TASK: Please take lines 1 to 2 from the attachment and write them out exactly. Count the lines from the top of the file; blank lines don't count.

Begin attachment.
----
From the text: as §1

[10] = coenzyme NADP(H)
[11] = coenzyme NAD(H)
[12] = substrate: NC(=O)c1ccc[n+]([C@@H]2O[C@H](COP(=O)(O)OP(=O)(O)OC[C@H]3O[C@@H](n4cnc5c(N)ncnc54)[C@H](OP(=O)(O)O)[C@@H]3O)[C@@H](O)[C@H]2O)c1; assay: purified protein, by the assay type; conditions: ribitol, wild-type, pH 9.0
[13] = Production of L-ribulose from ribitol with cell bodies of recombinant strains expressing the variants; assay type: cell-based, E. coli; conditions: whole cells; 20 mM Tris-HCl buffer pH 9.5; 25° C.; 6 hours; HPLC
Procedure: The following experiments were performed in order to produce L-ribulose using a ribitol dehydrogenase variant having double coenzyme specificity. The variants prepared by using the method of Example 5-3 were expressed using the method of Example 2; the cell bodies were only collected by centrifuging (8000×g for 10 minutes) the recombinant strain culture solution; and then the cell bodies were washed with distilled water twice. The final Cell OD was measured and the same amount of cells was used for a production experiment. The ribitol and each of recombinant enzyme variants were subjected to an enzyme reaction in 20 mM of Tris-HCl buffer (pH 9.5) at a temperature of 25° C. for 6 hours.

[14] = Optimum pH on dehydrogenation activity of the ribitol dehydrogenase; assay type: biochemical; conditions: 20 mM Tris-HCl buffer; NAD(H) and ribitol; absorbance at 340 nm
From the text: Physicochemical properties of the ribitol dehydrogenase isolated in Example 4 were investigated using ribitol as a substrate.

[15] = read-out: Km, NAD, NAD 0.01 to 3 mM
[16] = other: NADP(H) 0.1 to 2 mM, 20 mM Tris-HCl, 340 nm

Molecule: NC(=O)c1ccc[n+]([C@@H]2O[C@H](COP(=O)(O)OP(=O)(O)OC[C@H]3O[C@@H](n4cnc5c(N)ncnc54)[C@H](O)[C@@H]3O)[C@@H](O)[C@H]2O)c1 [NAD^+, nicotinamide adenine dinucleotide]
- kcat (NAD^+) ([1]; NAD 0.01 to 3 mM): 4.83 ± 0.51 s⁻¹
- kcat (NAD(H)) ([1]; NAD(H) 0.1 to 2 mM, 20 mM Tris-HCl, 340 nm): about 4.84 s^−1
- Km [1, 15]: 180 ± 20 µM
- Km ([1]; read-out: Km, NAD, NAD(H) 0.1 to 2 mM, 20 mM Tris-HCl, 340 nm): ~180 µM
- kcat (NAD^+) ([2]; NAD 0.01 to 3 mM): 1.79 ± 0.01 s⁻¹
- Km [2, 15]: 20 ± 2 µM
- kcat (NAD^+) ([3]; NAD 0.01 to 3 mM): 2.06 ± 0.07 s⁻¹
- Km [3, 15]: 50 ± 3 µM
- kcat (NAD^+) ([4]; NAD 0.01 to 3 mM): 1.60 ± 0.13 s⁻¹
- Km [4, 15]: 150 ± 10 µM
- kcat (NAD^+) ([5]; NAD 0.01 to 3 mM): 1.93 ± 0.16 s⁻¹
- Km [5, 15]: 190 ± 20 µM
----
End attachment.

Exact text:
From the text: as §1

[10] = coenzyme NADP(H)